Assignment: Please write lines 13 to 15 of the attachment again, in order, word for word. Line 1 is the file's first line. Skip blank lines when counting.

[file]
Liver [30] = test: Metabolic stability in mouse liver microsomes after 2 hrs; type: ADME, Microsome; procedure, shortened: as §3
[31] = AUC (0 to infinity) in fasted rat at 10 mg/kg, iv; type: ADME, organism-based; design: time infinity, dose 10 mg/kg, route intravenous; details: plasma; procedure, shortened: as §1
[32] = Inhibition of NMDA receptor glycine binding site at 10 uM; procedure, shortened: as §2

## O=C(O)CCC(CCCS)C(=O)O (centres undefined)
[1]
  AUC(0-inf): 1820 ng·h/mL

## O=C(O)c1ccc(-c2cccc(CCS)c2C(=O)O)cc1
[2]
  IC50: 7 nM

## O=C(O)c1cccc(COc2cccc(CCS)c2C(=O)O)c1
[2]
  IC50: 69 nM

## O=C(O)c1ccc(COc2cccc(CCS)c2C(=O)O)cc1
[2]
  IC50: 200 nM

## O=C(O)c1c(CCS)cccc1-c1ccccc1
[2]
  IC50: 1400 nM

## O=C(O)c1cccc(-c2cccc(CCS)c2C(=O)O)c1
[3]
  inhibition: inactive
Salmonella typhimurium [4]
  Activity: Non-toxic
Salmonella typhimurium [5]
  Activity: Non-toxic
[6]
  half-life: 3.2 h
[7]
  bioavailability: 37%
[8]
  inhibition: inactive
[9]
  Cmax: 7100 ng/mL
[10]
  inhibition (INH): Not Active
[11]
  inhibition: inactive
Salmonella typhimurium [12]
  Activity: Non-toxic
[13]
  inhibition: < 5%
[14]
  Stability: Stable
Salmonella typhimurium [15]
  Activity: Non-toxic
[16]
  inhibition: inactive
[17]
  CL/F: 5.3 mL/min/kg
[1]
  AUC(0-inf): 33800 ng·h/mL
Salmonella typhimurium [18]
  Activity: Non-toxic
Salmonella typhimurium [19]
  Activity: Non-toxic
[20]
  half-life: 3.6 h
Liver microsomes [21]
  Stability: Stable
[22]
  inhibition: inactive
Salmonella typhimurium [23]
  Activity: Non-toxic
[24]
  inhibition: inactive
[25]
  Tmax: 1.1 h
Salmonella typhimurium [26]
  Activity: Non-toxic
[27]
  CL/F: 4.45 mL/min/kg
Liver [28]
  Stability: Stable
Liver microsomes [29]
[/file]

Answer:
## O=C(O)c1ccc(COc2cccc(CCS)c2C(=O)O)cc1
[2]
  IC50: 200 nM